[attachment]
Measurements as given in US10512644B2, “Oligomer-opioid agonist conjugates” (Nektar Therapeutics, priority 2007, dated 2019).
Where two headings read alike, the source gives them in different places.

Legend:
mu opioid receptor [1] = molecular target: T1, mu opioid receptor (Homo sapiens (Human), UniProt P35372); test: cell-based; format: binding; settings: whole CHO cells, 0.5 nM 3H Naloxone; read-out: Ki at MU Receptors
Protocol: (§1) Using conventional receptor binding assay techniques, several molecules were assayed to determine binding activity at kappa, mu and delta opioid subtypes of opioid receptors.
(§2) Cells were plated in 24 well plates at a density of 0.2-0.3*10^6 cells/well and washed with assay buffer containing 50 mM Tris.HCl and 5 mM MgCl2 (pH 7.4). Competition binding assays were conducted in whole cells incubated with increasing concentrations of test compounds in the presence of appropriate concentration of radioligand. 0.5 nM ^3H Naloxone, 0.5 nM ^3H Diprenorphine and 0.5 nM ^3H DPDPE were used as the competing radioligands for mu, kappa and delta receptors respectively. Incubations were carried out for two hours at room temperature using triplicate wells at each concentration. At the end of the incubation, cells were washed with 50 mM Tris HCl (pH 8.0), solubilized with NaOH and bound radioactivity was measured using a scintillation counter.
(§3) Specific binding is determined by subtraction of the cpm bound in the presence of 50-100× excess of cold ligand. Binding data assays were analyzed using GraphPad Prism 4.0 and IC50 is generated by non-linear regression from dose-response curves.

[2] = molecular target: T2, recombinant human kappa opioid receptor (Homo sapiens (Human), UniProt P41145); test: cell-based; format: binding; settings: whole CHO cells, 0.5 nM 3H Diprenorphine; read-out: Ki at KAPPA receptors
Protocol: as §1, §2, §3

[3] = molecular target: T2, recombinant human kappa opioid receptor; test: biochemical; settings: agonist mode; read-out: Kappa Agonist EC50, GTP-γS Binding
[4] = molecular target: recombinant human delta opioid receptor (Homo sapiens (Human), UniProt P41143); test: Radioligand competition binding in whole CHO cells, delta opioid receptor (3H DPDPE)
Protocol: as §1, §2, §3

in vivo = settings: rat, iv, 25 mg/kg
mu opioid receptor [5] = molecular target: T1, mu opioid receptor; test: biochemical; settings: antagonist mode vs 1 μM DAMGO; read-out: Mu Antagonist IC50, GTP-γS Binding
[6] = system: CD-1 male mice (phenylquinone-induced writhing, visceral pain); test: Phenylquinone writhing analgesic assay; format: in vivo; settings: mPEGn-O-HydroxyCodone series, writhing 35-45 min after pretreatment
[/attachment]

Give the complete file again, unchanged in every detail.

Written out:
Measurements as given in US10512644B2, “Oligomer-opioid agonist conjugates” (Nektar Therapeutics, priority 2007, dated 2019).
Where two headings read alike, the source gives them in different places.

Legend:
mu opioid receptor [1] = molecular target: T1, mu opioid receptor (Homo sapiens (Human), UniProt P35372); test: cell-based; format: binding; settings: whole CHO cells, 0.5 nM 3H Naloxone; read-out: Ki at MU Receptors
Protocol: (§1) Using conventional receptor binding assay techniques, several molecules were assayed to determine binding activity at kappa, mu and delta opioid subtypes of opioid receptors.
(§2) Cells were plated in 24 well plates at a density of 0.2-0.3*10^6 cells/well and washed with assay buffer containing 50 mM Tris.HCl and 5 mM MgCl2 (pH 7.4). Competition binding assays were conducted in whole cells incubated with increasing concentrations of test compounds in the presence of appropriate concentration of radioligand. 0.5 nM ^3H Naloxone, 0.5 nM ^3H Diprenorphine and 0.5 nM ^3H DPDPE were used as the competing radioligands for mu, kappa and delta receptors respectively. Incubations were carried out for two hours at room temperature using triplicate wells at each concentration. At the end of the incubation, cells were washed with 50 mM Tris HCl (pH 8.0), solubilized with NaOH and bound radioactivity was measured using a scintillation counter.
(§3) Specific binding is determined by subtraction of the cpm bound in the presence of 50-100× excess of cold ligand. Binding data assays were analyzed using GraphPad Prism 4.0 and IC50 is generated by non-linear regression from dose-response curves.

[2] = molecular target: T2, recombinant human kappa opioid receptor (Homo sapiens (Human), UniProt P41145); test: cell-based; format: binding; settings: whole CHO cells, 0.5 nM 3H Diprenorphine; read-out: Ki at KAPPA receptors
Protocol: as §1, §2, §3

[3] = molecular target: T2, recombinant human kappa opioid receptor; test: biochemical; settings: agonist mode; read-out: Kappa Agonist EC50, GTP-γS Binding
[4] = molecular target: recombinant human delta opioid receptor (Homo sapiens (Human), UniProt P41143); test: Radioligand competition binding in whole CHO cells, delta opioid receptor (3H DPDPE)
Protocol: as §1, §2, §3

in vivo = settings: rat, iv, 25 mg/kg
mu opioid receptor [5] = molecular target: T1, mu opioid receptor; test: biochemical; settings: antagonist mode vs 1 μM DAMGO; read-out: Mu Antagonist IC50, GTP-γS Binding
[6] = system: CD-1 male mice (phenylquinone-induced writhing, visceral pain); test: Phenylquinone writhing analgesic assay; format: in vivo; settings: mPEGn-O-HydroxyCodone series, writhing 35-45 min after pretreatment